Perspectives: Toby Emmerich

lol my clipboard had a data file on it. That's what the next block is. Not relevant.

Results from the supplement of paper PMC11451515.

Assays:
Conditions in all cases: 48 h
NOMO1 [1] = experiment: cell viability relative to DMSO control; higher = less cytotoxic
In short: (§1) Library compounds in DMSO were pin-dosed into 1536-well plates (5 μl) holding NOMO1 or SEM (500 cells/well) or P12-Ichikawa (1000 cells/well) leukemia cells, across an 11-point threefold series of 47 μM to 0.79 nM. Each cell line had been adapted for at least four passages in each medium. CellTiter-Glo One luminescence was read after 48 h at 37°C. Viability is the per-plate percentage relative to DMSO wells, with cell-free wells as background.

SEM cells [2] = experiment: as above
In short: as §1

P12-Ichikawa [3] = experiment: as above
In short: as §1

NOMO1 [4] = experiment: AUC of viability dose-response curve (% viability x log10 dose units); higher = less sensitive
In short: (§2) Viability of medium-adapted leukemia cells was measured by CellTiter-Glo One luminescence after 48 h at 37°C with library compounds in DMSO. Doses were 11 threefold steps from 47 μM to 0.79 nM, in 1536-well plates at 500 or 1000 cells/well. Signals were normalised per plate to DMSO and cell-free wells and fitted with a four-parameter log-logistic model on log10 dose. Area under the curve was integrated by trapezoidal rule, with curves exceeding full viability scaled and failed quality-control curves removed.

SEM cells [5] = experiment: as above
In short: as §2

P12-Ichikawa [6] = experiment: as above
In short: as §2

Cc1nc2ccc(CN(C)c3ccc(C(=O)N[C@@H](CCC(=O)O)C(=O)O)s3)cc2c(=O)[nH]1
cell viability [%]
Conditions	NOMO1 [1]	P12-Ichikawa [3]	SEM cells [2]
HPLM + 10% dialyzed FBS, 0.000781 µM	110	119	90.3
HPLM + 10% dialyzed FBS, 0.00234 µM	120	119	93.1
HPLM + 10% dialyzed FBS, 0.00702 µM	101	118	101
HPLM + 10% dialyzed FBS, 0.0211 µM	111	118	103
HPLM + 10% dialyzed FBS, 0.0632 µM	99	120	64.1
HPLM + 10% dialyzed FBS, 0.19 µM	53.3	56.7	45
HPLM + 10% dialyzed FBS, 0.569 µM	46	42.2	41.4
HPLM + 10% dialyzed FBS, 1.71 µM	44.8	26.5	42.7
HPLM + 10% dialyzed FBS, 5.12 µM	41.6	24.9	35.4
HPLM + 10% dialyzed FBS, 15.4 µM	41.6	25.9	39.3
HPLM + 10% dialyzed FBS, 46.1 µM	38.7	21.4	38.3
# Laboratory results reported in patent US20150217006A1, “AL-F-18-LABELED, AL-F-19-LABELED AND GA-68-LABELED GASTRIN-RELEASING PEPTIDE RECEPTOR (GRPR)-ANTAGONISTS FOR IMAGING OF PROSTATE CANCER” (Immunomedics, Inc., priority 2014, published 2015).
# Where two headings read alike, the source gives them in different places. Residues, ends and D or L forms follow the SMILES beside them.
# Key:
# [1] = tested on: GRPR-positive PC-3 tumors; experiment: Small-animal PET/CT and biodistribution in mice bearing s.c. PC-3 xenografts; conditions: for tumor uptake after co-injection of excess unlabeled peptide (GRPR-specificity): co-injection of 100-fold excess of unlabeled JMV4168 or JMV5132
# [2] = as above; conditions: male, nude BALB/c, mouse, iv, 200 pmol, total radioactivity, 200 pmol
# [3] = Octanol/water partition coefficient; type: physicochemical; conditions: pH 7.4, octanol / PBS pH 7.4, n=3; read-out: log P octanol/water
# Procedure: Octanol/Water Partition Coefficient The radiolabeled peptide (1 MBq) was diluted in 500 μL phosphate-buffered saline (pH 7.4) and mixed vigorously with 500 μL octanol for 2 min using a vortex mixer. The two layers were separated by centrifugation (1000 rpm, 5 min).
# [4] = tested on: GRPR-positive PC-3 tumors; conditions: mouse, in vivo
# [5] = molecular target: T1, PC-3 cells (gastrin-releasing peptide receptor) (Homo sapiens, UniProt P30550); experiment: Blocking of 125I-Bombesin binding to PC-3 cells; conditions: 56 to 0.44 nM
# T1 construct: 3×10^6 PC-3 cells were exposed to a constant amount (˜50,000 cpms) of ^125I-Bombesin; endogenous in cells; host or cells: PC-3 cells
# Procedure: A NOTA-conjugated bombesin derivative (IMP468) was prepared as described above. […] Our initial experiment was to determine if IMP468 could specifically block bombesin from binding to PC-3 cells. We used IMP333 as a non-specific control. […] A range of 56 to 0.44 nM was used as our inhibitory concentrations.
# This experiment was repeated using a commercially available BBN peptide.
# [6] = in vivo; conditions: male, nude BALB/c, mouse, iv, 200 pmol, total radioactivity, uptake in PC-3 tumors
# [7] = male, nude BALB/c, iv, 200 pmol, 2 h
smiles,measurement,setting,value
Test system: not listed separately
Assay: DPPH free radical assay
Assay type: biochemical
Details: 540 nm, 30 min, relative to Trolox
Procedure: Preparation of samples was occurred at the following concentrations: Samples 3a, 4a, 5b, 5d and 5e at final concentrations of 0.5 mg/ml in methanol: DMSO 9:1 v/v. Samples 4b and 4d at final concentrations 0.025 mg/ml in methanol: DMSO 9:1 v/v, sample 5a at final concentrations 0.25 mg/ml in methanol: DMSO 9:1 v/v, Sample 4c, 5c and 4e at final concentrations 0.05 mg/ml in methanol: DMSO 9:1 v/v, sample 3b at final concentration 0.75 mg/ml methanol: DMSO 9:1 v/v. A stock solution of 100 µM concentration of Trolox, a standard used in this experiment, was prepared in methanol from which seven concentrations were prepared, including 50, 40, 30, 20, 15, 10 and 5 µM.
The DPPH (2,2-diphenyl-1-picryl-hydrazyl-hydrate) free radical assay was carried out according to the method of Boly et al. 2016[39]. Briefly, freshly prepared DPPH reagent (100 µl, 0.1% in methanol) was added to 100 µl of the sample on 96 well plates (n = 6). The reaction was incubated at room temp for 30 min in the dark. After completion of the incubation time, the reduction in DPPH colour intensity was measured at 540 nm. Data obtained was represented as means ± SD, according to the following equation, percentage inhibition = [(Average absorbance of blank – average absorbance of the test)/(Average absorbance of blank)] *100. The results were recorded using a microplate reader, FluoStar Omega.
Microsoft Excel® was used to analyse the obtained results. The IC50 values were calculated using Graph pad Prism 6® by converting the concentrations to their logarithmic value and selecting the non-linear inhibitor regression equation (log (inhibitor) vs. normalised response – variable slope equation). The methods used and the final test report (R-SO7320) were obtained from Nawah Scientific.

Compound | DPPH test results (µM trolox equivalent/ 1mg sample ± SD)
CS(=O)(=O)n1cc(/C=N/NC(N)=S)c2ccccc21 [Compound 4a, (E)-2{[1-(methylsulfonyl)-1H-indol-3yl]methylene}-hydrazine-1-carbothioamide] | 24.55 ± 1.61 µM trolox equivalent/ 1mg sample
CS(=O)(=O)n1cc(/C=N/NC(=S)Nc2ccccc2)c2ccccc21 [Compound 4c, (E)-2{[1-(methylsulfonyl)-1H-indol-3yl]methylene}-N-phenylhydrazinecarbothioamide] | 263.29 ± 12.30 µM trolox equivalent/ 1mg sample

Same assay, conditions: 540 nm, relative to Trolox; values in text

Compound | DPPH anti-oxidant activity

Imagine this scene: TV writers sit down with network execs. The writers are pitching a new series — or maybe a new storyline for a hit show. Both pitches end in the same place: The president of the United States is revealed to be guilty of murder, conspiracy and treason, not to mention general creepiness, villainy and a kind of delicious hate-ability that hasn’t been seen on TV since J.R. Ewing.I’ve been a TV junkie since “Kojak” and “The Streets of San Francisco” hit the airwaves in 1973, but I can’t remember any network show, anywhere, where the leader of the free world is taking the kind of hits dished out in “Prison Break” and “24.” But the real eye-opener is that fact that the two shows are on the same network: Fox Broadcasting. That’s right, both are financed and distributed by Fox, the sister company of the official news source of Bush’s White House (the one Dick Cheney insists his hotel TV’s are pre-tuned to; the one where Tony Snow used to work before he joined Dubya’s staff). You’d understand if Comedy Central launched another show that bashes the president — after all, it’s working gangbusters for their “Daily Show With Jon Stewart.” But Fox? Aren’t these the guys with the most to lose from potentially alienating the White House? Do they really want to say goodbye to the perks of being Dubya’s favorite “fair and balanced” news network? (Those perks include an exclusive interview with Dick Cheney explaining how he happened to shoot his 70-year-old hunting partner in the face.) On “Prison Break,” the vice president conspires to send an innocent man to death row, then orders the execution of various civilian Americans. Finally, when her own political future appears bleak, she poisons the president’s drinking water, resulting in her ascension to the top. On “24,” the U.S. president has conspired with Russian terrorists to steal nerve gas from the U.S.military. The president’s initial plan, something about convincing liberal forces we need a tougher terrorist policy, goes awry and the nerve gas is released on U.S. soil, where scores of innocent civilians are killed in horrible spasmodic deaths. We soon discover the president also was behind the assassination of his beloved predecessor, as well as the forced suicide of his closest political adviser. The first lady has some moral issues with her husband’s political machinations, but he’s got an answer for that, too: Using her history of mental illness, he threatens to put her away in a booby hatch and pump her so full of drugs she won’t know her own name. Even for an anti-establishment armchair conspiracy theorist, all of this seems like a noticeable shift from the entertainment networks’ usual respect for the sanctity of the Oval Office. You have to hand it to Fox. Knowing senior management’s ties to the real West Wing, you’d think the people on Pico might’ve hesitated before launching separate attacks on two TV presidents. But they didn’t. Fox’s execs had a higher calling: good storytelling. Network executives are paid to bet on the temperature and taste of the American public. (Perhaps they noticed the money Warner Bros. Records was making selling Green Day’s “American Idiot,” the multiplatinum album with the song “Holiday” and its lyric “Zieg heil to the president gasman.”) For whatever reason, they had a hunch and rolled the dice on the American public being ready to hate the prez. And this year, as evidenced by the ratings for both “24” and “Prison Break,” Fox bet right. The Supreme Court just told Bush he can’t hold military tribunals at Guantanamo, but no court in the world can tell Rupert Murdoch how to run his network. So whether they personally love or loathe George W., Fox’s execs do what is necessary to survive — even if it means killing the president.